On the April 9, 2015, the SDSN’s Deep Decarbonization Pathways Project (DDPP) hosted a workshop on “Nuclear Power’s Possible Role in Lowering Global Carbon Output” at Columbia University. The event brought together a wide range of climate and energy experts as panelists, including:
- Jeffrey Sachs, Director, the Earth Institute; Director, the Sustainable Development Solutions Network (SDSN)
- James Hansen, Adjunct Professor, the Earth Institute; Director, Climate Science, Awareness and Solutions Program of Columbia University Earth Institute; formerly Director of the NASA Goddard Institute for Space Studies
- Per Peterson, Floyd Professor of Nuclear Engineering, UC Berkeley
- Andrew Kanter, Assistant Professor of Biomedical Informatics and Epidemiology, Columbia University Medical Center; Director, Global Health Informatics Center
- Pushker Kharecha, Climate Scientist and Deputy Director, Columbia Earth Institute’s Climate Science, Awareness and Solutions Program
- David Sandalow, Inaugural Fellow at the Center on Global Energy Policy at Columbia University; formerly Under Secretary of Energy (Acting) and Assistant Secretary for Policy & International Affairs, United States Department of Energy
- Judd Gregg, Chair, Nuclear Matters; formerly Republican Governor and Senator for New Hampshire
- Richard Lester, Japan Steel Industry Professor and Head of the Department of Nuclear Science and Engineering at the Massachusetts Institute of Technology; Faculty Chair and Founding Director, Industrial Performance Center
- Eric Loewen, Chief Consulting Engineer, GE Hitachi Nuclear Energy (GEH)
- Fabian Wagner, Gerhard R. Andlinger Center Visiting Professor in Energy and the Environment, Princeton University
- Nobuo Tanaka, Fellow, Center on Global Energy Policy; formerly Executive Director, International Energy Agency (IEA)
- Tom Blees, President, Science Council of Global Initiatives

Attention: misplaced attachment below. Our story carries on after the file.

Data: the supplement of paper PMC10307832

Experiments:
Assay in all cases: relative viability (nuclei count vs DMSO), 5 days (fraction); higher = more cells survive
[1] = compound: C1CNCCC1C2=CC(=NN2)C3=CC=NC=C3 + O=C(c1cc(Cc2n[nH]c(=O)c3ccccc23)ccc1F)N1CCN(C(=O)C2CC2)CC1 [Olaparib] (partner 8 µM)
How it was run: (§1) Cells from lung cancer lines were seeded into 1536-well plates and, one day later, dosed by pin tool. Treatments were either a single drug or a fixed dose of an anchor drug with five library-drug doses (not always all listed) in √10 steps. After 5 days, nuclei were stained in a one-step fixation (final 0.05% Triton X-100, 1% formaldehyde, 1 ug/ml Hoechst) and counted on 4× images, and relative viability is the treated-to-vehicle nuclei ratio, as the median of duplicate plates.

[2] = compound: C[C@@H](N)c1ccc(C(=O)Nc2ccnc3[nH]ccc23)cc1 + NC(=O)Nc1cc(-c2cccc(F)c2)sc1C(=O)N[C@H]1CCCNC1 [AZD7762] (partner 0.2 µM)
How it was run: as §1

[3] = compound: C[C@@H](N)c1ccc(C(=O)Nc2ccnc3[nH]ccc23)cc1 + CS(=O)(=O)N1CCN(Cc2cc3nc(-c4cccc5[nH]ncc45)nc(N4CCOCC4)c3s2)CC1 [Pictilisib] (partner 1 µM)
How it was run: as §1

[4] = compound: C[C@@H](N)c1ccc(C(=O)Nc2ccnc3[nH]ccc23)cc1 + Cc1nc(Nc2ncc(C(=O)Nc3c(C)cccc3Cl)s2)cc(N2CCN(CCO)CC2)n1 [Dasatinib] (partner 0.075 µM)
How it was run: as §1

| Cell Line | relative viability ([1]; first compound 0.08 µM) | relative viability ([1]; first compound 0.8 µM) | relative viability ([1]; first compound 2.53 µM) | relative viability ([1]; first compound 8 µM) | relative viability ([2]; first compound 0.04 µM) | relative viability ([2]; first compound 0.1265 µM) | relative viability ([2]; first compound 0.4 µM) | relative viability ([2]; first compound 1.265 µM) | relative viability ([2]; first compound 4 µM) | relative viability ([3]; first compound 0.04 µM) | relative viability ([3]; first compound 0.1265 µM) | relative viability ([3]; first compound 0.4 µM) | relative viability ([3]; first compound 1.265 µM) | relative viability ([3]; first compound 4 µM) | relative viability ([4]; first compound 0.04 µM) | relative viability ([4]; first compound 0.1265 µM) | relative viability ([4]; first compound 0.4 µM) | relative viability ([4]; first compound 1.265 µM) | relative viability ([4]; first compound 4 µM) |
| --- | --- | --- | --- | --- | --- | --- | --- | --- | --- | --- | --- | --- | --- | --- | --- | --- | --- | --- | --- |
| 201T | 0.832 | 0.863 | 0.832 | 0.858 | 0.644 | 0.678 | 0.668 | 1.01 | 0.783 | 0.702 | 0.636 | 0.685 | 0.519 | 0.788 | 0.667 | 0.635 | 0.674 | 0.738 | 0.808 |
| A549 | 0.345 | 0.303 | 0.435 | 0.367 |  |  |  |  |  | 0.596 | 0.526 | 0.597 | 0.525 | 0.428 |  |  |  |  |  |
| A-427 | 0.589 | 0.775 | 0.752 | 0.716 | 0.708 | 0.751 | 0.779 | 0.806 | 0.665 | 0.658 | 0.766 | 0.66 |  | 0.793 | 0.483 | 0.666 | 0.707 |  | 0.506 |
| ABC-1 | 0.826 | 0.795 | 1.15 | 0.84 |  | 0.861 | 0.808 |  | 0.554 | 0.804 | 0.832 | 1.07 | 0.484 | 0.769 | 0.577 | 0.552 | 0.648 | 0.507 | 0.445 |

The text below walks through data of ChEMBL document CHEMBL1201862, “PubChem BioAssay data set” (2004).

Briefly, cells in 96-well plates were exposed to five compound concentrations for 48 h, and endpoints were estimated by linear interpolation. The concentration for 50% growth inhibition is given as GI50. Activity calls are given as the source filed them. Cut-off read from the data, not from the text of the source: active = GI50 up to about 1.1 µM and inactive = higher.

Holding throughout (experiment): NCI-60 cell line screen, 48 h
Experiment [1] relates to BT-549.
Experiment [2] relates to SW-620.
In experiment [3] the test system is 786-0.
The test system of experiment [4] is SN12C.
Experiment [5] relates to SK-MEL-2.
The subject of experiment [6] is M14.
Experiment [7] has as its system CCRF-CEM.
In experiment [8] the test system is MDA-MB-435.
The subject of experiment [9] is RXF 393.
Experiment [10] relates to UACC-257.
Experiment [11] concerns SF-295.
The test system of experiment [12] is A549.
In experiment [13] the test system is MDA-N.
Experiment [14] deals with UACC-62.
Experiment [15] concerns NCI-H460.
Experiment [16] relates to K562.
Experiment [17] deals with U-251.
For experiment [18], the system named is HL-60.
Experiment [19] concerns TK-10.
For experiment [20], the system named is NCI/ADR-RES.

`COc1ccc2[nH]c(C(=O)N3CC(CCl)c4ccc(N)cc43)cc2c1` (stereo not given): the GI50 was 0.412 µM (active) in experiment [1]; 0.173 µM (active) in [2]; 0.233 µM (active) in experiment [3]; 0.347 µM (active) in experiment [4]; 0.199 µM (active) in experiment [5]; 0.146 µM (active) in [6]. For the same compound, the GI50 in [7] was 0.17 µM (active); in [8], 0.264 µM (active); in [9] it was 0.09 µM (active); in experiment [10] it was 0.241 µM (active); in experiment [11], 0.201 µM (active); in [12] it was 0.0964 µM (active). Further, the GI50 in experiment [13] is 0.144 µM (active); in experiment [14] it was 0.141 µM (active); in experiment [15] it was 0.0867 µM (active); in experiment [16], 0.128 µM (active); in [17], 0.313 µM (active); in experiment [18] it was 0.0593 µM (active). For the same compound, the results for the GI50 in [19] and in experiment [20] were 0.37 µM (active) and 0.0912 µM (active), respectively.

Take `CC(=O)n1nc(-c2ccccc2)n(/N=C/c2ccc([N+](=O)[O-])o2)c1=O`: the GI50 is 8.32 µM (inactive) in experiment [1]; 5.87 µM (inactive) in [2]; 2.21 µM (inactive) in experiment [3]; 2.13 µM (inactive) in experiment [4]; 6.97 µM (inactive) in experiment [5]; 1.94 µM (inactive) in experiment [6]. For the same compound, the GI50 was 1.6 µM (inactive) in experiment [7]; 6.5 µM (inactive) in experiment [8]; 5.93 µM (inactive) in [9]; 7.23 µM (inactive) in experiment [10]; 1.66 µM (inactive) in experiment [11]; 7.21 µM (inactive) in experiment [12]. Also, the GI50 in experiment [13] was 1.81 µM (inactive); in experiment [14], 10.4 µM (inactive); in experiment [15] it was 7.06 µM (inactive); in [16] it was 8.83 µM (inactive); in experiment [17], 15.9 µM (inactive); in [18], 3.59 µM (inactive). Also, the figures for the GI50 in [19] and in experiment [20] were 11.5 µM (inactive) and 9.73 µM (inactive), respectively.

The DDPP maps the practical feasibility of deep decarbonization of economies with aims to reduce carbon emissions to 1.5 tons/person by 2050 to stay within the 2°C limit on global warming. There are four main pillars deep decarbonization: energy efficiency, near-zero carbon electricity, electrification and bio sequestration. Nuclear energy can help realize the near-zero carbon electricity pillar.
The workshop discussions ranged from engineering and technical questions pertaining to building and managing nuclear power plants, the need for innovation and new technology in the field and in designing fourth generation nuclear power plants, the potential health impacts of using nuclear energy, the question of nuclear waste management and disposal, comparisons between nuclear energy and other potential replacements for fossil fuels such as renewable energy, and finally the economics of switching from a carbon economy to a nuclear energy economy.
Most of the panelists affirmed, in many ways, that there are still significant problems and challenges associated with nuclear energy, including concerns regarding health, security, and long-term storage of nuclear waste. However, discussions also acknowledged that major nuclear energy has made a major contribution to the mitigation of human-induced climate change and air pollution caused by the burning of fossil fuels.
The workshop presented a range of different perspectives on the role of nuclear energy in deep decarbonization. Some speakers argued that currently, renewable energy cannot scale to reduce carbon emissions substantially. However, most speakers affirmed the need to continue to develop renewable energy technologies that can potentially supplement nuclear energy and reduce the carbon footprint of nuclear energy cycles. Jeffrey Sachs’ close remark acknowledged the nuances of the discussion: “Nuclear power is one part of the puzzle. We are not here to solve this very complex problem. We are looking for the potentials and the next steps in the pathway towards deep decarbonization.”